Them, They, Those People

Them, They, Those Foreigners

Those Terrorists

And who could dismiss

the truths

that were

self evident

that They had committed

The Crime

They, Them Those

faceless amorphous Terrorists

They, Them, Those Foreigners

And us, we, you and me,

A nation of Americans

blind in our grieving

never forgetting what

They had done

never remembering

that innocence is not a nationality

that even the pilgrims

were immigrants

singing for America

crying out for America

eating, dying, dreaming of America

Pledging allegiance to a nation indivisible

Hands over broken hearts…

Could I be the same?

Stand and say the pledge I know by heart

the way I stood and said my last goodbyes to him

hand pressed against the glass against his hand

bitter tears for a lover

who was not

the right kind of American

wrong color, wrong accent, wrong papers,

wrong place at the wrong time

wrong to think that

freedom and justice

were rights – that in America- couldn’t be denied.

How long?

How long did we stand in that line?

…to see our friends and families

one last time

in America….

Our fathers, mothers, lovers, cousins, sisters, and brothers

They, Them, Those People


OUR People

locked in glass cages

numbered criminals

disappeared for the sake of

a nation deeply divided

a people ambivalent

and undecided

complicit and complacent

entirely too damn patient

when it’s clear




Remember when WE were singing for America?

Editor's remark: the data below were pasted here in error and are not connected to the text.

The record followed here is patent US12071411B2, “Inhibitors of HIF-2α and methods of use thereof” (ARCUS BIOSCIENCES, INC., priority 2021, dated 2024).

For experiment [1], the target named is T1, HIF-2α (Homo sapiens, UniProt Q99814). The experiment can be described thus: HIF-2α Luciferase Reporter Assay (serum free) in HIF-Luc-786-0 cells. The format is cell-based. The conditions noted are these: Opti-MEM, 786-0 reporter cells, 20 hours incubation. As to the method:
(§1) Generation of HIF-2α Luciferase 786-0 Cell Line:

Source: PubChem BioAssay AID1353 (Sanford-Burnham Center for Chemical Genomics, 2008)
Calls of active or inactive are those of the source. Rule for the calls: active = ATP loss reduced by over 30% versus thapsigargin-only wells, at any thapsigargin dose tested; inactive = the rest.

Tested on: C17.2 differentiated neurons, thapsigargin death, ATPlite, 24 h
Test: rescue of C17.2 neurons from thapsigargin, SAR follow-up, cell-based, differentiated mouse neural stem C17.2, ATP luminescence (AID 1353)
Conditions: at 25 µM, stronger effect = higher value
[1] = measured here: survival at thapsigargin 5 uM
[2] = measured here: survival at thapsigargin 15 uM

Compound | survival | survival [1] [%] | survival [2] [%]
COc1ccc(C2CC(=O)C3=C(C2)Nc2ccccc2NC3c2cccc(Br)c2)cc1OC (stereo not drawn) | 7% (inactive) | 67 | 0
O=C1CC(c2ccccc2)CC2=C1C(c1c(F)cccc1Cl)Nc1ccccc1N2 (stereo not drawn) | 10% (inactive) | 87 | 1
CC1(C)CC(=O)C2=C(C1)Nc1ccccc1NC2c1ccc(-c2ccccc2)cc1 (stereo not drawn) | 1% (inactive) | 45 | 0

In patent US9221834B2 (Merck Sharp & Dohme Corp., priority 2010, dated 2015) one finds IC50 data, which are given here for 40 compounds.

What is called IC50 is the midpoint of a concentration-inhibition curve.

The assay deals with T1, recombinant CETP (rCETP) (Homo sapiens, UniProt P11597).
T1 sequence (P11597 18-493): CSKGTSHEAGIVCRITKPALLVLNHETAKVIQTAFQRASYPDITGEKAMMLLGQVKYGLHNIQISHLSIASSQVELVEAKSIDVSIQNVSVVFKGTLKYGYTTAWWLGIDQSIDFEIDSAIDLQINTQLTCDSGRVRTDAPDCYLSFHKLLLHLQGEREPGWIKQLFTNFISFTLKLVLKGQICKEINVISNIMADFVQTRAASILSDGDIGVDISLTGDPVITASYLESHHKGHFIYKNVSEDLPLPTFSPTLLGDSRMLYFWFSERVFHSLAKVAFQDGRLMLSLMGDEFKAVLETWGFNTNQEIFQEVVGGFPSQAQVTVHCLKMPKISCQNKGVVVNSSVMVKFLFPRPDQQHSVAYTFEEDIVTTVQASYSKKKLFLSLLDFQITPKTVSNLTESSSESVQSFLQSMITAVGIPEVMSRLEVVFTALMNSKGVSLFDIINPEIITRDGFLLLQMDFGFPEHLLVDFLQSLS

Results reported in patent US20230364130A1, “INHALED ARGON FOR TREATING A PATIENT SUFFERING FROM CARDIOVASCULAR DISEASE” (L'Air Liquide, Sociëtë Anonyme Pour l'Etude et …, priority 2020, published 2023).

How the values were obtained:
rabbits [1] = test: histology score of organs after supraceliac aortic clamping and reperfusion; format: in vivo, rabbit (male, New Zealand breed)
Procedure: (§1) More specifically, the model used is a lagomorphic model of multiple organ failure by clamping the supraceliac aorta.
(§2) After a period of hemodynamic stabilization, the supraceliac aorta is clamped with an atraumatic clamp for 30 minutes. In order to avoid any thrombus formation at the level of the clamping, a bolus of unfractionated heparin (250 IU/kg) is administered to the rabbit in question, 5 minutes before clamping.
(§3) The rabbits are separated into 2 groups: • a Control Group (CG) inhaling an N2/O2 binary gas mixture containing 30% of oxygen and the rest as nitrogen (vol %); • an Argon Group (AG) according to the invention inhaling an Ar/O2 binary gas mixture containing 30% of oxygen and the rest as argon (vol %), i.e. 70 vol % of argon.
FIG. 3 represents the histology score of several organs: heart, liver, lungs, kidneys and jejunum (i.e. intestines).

Crying out for America?

Marching in the streets

Hands over hearts

Pledging our lives to the struggle

To make this America

OUR America

A place worth singing for…


Need more inspiration? Check out Jordan Chaney’s poem “Conflict: A Poem for America’s Migrant Workers”


  1. I wish Ms. Jackson had explained to us why she believes that people should not be able to own their homes? Does she believe that United States is the only country that has no right to exist or does she think that no countries should have borders and rules to live by?

  2. Wigglwagon thank you for taking the time to read my article. To clarify, my goal in writing was to invite people to share a poem about their thoughts on home and immigration. Something I have found strangely lacking from the recent discussions about immigration reform is an acknowledgement of how culturally relative the ideas of ownership and citizenship are. When Europeans first arrived, First Nation people did not share their understanding that land was even something that could be “owned”. This was not a part of their cultural ethos. As definitions evolve, I think we should all question whether borders and citizenship are helping or hurting us. During my visit to the detention center I met a family of five brothers and sisters, the oldest had just turned 21. They were there to visit their parents who, after 25 years of living in the US, were being deported. All five brothers and sisters were US citizens, born in the USA. But clearly their parents had over the course of 25 years made a home in the US. Is it any less their home than it is my home, simply because I happened to be born in Iowa? I’m tired of over simplification. This is a complex issue with more questions than answers and I would like this to be a forum for multiple opinions and ideas to be expressed. Hope you’ll write a poem.